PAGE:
Washington, D.C. — A number of recognized Republicans have signed their name to a Supreme Court brief expressing their support for same-sex marriage.
The Proposition 8 amicus brief, which will be filed this week before the February 28th deadline, is said to be backed by several former Bush advisers, former governors, U.S. Congressmen and other prominent Republican entities.
“Like a lot of the country, my views have evolved on this from the first day I set foot in Congress,” stated former Congresswoman Deborah Pryce, who added her name to the document. “I think it’s just the right thing, and I think it’s on solid legal footing, too.”
Others who are involved with the filing include Stephen Hadley, former security adviser to George W. Bush, former justice department official James Coney, former commerce secretary Carlos Gutierrez, and former Reagan budget director David Stockman. Former New Jersey governor Christine Todd Whitman, former Massachusetts governors William Weld and Jane Wift, and former California gubernatorial candidate Meg Whitman are all among the signees as well.
According to reports, the effort was spearheaded by Ken Mehlman, who served as the chairman of the Republican National Committee for a time during the second term of George W. Bush and also worked as a Bush campaign adviser. Mehlman announced that he was a homosexual following his departure from the Committee.
“We are trying to say to the court that we are judicial and political conservatives, and it is consistent with our values and philosophy for you to overturn Proposition 8,” he told reporters.
In the brief, the Republicans assert that same-sex nuptials are harmonious with the conservative values of “limited government and maximizing individual freedom.”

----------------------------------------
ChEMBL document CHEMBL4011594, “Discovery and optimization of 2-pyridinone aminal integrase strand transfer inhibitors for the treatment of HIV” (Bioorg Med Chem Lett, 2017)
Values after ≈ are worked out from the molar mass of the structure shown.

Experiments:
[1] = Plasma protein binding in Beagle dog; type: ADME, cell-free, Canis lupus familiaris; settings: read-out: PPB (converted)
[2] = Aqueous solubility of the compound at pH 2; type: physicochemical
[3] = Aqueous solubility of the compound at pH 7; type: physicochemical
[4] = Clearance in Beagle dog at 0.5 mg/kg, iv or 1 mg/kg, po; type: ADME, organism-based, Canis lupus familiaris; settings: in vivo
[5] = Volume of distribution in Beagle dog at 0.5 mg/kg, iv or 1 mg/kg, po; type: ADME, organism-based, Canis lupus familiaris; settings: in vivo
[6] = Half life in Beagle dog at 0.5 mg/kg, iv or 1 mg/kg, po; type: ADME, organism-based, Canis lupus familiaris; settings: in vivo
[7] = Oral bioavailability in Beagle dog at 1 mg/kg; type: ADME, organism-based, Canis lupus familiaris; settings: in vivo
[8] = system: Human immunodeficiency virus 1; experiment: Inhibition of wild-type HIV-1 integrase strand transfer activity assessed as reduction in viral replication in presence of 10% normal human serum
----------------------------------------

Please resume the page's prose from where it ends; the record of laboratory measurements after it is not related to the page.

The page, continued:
However, as previously reported, over two dozen individuals and organizations have filed contrary briefs with the court supporting Biblical marriage. According to Alliance Defending Freedom (ADF), which is at the forefront of the cases currently before the court, attorney generals from 19 states have filed joint briefs with the Supreme Court in favor of marriage remaining between a man and woman, and at least four legal organizations discussed the religious liberty concerns that the legalization of homosexual “marriage” would raise.
Additionally, three African American groups explained to the court their belief that homosexuality cannot be compared to matters of race or interracial marriage. Approximately 37 legal scholars contended that the states should have the right to preserve marriage and not be forced to do otherwise, and 17 judges and scholars spoke of how international law does not support redefining marriage. Self-identified homosexual and bisexual individuals also expressed their support for leaving marriage the way it has been from the beginning of creation.
The United States Supreme Court is scheduled to hear oral argument in both the Proposition 8 and Defense of Marriage Act (DOMA) cases next month and rule on the matter in June. The matter surrounding Proposition 8 hails back to 2008 when voters in California were presented with a ballot initiative asking if residents wished to enshrine marriage in the state as being between a man and woman. The measure, which sought to add an amendment to the state Constitution to protect the Biblical definition of marriage from infringement, passed by five percentage points.
Efforts to overturn Proposition 8 in the courts have been led by attorney Theodore Olsen, the former solicitor general under George W. Bush.